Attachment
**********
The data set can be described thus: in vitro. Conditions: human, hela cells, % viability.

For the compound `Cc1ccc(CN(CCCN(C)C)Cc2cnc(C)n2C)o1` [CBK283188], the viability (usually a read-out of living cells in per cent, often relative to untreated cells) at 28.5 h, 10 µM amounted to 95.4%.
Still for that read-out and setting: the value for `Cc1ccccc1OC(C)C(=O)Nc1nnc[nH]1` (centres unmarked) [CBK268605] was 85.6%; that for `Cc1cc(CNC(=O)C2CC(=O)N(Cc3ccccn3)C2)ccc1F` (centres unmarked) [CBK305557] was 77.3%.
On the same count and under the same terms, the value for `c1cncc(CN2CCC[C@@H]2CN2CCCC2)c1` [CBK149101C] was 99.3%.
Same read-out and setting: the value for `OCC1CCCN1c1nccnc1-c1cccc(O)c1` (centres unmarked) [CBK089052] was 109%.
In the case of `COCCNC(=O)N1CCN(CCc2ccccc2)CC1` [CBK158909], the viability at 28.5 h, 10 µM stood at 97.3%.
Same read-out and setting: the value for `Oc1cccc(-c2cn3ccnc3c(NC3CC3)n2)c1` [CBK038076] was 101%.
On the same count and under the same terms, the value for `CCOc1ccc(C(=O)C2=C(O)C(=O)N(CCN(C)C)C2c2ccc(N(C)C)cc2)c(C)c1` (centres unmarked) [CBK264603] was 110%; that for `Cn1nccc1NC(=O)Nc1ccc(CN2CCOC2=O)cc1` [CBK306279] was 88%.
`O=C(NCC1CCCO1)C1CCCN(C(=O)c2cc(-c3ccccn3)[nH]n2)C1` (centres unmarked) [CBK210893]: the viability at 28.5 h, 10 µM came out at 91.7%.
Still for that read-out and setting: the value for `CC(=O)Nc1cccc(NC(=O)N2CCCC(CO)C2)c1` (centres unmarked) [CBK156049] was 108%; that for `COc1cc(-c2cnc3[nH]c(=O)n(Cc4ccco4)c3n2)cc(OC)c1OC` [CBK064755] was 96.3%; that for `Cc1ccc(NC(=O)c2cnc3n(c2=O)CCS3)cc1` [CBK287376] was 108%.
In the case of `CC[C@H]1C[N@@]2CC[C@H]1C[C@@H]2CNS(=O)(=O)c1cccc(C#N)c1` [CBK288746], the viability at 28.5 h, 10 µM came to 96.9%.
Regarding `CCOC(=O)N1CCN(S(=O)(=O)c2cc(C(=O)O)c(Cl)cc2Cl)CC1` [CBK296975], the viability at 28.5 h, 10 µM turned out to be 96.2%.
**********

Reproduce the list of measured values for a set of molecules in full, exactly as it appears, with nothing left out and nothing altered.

The data set can be described thus: in vitro. Conditions: human, hela cells, % viability.

For the compound `Cc1ccc(CN(CCCN(C)C)Cc2cnc(C)n2C)o1` [CBK283188], the viability (usually a read-out of living cells in per cent, often relative to untreated cells) at 28.5 h, 10 µM amounted to 95.4%.
Still for that read-out and setting: the value for `Cc1ccccc1OC(C)C(=O)Nc1nnc[nH]1` (centres unmarked) [CBK268605] was 85.6%; that for `Cc1cc(CNC(=O)C2CC(=O)N(Cc3ccccn3)C2)ccc1F` (centres unmarked) [CBK305557] was 77.3%.
On the same count and under the same terms, the value for `c1cncc(CN2CCC[C@@H]2CN2CCCC2)c1` [CBK149101C] was 99.3%.
Same read-out and setting: the value for `OCC1CCCN1c1nccnc1-c1cccc(O)c1` (centres unmarked) [CBK089052] was 109%.
In the case of `COCCNC(=O)N1CCN(CCc2ccccc2)CC1` [CBK158909], the viability at 28.5 h, 10 µM stood at 97.3%.
Same read-out and setting: the value for `Oc1cccc(-c2cn3ccnc3c(NC3CC3)n2)c1` [CBK038076] was 101%.
On the same count and under the same terms, the value for `CCOc1ccc(C(=O)C2=C(O)C(=O)N(CCN(C)C)C2c2ccc(N(C)C)cc2)c(C)c1` (centres unmarked) [CBK264603] was 110%; that for `Cn1nccc1NC(=O)Nc1ccc(CN2CCOC2=O)cc1` [CBK306279] was 88%.
`O=C(NCC1CCCO1)C1CCCN(C(=O)c2cc(-c3ccccn3)[nH]n2)C1` (centres unmarked) [CBK210893]: the viability at 28.5 h, 10 µM came out at 91.7%.
Still for that read-out and setting: the value for `CC(=O)Nc1cccc(NC(=O)N2CCCC(CO)C2)c1` (centres unmarked) [CBK156049] was 108%; that for `COc1cc(-c2cnc3[nH]c(=O)n(Cc4ccco4)c3n2)cc(OC)c1OC` [CBK064755] was 96.3%; that for `Cc1ccc(NC(=O)c2cnc3n(c2=O)CCS3)cc1` [CBK287376] was 108%.
In the case of `CC[C@H]1C[N@@]2CC[C@H]1C[C@@H]2CNS(=O)(=O)c1cccc(C#N)c1` [CBK288746], the viability at 28.5 h, 10 µM came to 96.9%.
Regarding `CCOC(=O)N1CCN(S(=O)(=O)c2cc(C(=O)O)c(Cl)cc2Cl)CC1` [CBK296975], the viability at 28.5 h, 10 µM turned out to be 96.2%.